Ever since President Donald Trump attempted to rescind the Deferred Action for Childhood Arrivals program, some DACA recipients found common ground and a sense of advocacy to fight for their protections.
Tasneem Al-Michael, for one, is the son of parents he admires, the youngest of two children, the proud owner of a cat named Moon and the only person in the Al-Michael family who is undocumented.
When he came to Oklahoma City from Bangladesh at 9 months old, his family clutched valuable visas allowing the entire family to reside legally in the U.S. — all except him.
Since he was 14, Al-Michael has been learning how his immigration status makes his circumstances different. Navigating them, he said, can be lonely. He needed answers in 2017, after Trump had begun trying to shut the DACA program down. But he didn’t know where to look.
“For me, there was only so much my university could do to help me out,” Al-Michael said, referring to the University of Oklahoma. “My parents only knew so much, and most of my friends, they are documented. So at the time, they just didn’t know.”
Finding a community who understood his dilemma was essential, especially with his protections hanging in limbo.
Supreme Court protects DACA for now
On June 18, the U.S. Supreme Court gave Al-Michael and thousands of other DACA recipients a breather by ruling that government explanations for ending their protections were insufficient.
While the decision provided temporary security, it still left many questions for DACA’s future unanswered.
The program was launched in 2012 by President Barack Obama in response to a decade of failed congressional negotiations over the United States’ undocumented youths. Under the order, almost 700,000 recipients, who came to the U.S. as children, are legally able to live in the country for a renewable two-year period.
“DACA opens doors, and it affords us some level of privileges that other folks don’t have,” Al-Michael said, referring to undocumented individuals who do not qualify for the program.
Without it, he said he wouldn’t be able to work or pay for his college education.
In 2017, President Donald Trump, responding to pressures from nine state attorney generals, decided that Obama had overreached his authority in creating DACA and acted to rescind the program.
To Al-Michael, that day is etched into his memory.
“I didn’t necessarily know how to cope, or how to understand what to do or how I was going to get help. Because really, nobody had the answers,” he said.
Soon after, Al-Michael was invited to speak at a rally organized by acquaintances at OU in support of DACA. From there, his name was tossed around different advocacy groups, and his network grew exponentially.
When arguments in the lawsuits filed against Trump’s plan to end DACA were heard by the Supreme Court in November 2019, Al-Michael flew to Washington, D.C., to join fellow DACA recipients rallying outside the courthouse.
Angelica Villalobos was also at that rally.
Villalobos came to Oklahoma City from Mexico when she was 11 years old. Like Al-Michael, she has a mixed immigration status family.
For Villalobos, who is an organizer for Dream Action Oklahoma, an Oklahoma-based advocacy group for immigrants, it was important to make the trip to D.C. so that she could be at the forefront of the DACA case. The Supreme Court’s decision would determine whether she faced immediate threat of deportation and separation from her American-born children.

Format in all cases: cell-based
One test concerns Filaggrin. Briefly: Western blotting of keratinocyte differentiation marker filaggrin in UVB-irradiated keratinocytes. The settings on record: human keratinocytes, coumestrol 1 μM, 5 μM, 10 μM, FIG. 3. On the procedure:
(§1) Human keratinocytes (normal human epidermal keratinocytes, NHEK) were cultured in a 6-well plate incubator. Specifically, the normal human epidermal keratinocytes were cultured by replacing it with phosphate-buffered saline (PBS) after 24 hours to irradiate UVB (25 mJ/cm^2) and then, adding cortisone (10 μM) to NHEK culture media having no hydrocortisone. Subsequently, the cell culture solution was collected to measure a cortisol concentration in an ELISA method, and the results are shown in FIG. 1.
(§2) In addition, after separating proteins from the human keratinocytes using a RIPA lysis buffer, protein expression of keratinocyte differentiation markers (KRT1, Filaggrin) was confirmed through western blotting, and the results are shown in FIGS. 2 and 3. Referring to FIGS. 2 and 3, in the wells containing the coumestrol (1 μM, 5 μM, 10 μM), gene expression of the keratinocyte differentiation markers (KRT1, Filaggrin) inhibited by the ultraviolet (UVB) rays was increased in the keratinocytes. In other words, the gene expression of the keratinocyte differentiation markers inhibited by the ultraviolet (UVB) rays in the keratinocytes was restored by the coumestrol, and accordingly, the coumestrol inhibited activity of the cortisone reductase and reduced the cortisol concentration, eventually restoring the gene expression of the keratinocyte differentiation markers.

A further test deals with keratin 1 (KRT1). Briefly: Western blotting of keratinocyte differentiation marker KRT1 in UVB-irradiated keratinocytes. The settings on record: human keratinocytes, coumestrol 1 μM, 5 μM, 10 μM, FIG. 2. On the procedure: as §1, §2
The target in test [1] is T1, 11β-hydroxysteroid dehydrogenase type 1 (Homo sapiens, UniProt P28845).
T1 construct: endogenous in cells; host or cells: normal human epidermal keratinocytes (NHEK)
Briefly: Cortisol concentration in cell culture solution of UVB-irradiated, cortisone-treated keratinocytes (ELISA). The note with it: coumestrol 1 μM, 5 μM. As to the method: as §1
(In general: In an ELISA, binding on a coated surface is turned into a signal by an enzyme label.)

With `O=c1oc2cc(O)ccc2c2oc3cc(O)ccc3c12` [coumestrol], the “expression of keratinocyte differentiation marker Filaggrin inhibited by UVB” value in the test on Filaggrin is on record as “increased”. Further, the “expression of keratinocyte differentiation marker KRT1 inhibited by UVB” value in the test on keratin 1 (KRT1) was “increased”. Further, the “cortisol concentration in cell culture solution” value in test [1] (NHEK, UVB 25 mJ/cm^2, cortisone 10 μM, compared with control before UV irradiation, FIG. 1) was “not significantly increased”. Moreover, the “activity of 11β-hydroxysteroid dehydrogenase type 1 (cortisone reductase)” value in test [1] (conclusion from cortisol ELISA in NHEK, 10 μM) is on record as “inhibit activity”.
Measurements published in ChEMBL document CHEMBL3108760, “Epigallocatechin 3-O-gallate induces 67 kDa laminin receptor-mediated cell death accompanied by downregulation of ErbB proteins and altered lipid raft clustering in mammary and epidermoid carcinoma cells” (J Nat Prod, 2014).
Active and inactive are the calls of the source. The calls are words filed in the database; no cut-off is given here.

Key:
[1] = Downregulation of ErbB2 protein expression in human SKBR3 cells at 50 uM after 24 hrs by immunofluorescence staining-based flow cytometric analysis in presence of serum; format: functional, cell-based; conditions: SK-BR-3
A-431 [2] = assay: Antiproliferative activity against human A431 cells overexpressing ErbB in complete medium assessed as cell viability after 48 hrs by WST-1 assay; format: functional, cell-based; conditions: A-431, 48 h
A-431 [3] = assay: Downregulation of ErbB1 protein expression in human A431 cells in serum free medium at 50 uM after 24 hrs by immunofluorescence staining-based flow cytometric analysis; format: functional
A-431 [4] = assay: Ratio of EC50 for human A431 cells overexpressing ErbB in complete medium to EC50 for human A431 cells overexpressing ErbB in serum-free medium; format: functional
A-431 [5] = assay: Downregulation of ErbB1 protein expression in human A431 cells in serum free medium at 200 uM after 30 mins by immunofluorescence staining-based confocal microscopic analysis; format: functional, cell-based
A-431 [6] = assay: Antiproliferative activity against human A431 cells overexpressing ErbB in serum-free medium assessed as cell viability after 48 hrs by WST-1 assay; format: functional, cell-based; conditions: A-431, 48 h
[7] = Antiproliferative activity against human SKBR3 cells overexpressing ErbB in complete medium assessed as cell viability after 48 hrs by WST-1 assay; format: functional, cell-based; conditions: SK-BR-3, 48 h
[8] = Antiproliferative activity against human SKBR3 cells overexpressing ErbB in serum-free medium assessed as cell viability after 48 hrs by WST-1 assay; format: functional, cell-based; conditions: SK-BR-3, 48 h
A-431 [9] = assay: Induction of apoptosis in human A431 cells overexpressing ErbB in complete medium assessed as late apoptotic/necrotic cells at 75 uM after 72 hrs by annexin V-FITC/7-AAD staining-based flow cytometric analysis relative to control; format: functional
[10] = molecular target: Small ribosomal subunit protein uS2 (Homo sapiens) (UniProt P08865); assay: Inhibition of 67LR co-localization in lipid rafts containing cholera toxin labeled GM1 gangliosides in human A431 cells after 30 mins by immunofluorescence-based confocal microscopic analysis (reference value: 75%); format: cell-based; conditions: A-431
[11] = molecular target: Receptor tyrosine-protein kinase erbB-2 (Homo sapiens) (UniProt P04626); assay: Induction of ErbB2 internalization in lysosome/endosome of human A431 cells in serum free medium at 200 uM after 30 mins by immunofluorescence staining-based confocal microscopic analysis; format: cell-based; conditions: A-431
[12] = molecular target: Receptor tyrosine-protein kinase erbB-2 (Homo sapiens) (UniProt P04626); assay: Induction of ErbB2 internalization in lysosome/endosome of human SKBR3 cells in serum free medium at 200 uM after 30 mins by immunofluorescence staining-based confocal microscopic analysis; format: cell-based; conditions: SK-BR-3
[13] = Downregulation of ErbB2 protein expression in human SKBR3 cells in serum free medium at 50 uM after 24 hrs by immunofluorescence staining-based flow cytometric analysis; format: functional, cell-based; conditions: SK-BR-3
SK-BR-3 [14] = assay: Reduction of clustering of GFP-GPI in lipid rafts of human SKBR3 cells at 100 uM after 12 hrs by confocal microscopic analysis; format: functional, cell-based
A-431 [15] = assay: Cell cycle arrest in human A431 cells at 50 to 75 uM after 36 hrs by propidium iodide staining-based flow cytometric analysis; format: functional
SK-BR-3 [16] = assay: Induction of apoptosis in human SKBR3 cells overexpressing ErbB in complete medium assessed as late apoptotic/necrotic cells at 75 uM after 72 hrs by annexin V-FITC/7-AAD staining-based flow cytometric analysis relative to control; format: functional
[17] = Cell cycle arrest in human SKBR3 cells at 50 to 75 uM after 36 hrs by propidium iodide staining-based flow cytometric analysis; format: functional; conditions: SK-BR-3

“I have a 19 year-old girl, and we talked about, if we end up in this situation, you might have to be the legal guardian of your siblings,” Villalobos said in November. “Back in 2017, when they terminated the program, she was not even old enough to, but we were already having this conversation.”
Al-Michael’s parents had faced similar fears, inciting them to keep their son’s immigration status from him until he was 14.
“Many families who have gone through that experience just don’t talk about it. This is dangerous, but in most cases they certainly felt like they had no other choice,” said Robert Ruiz, president of Scissortail Community Development Corporation, located in Oklahoma City.
‘Immigrants are good for everybody’
According to a University of Southern California and Center for American Progress study from 2017, more than 8 million U.S. citizens live with at least one undocumented family member. For many of these families, the Supreme Court’s opinion came as a relief.
Al-Michael explained that the court’s June decision did not end the need for the advocacy work being done on behalf of undocumented immigrants. His community, he explained, is still at the forefront of political importance.
Earlier this month, Trump said his immigration plan — set to be announced next month — would address DACA. The plan, which he intends to include in an executive order, will have some protections for recipients and potentially a pathway for citizenship, Trump said in a Telemundo interview.
“From here, it’s also talking about and building the narrative of why DACA recipients, and immigrants are good for everybody,” Al-Michael said. “We don’t necessarily have to prove that to anyone, but we’re here and we’re here to stay.”
Al-Michael feels the most unifying experience within his DACA community is the immense pressure to be political.
“It’s not necessarily that our identities are political. It’s just our identities are being made to be political, so we have to be political, no matter what,” he said. “The pressure to be a spokesperson on pretty much all issues regarding immigration and whatnot falls on DACA recipients.”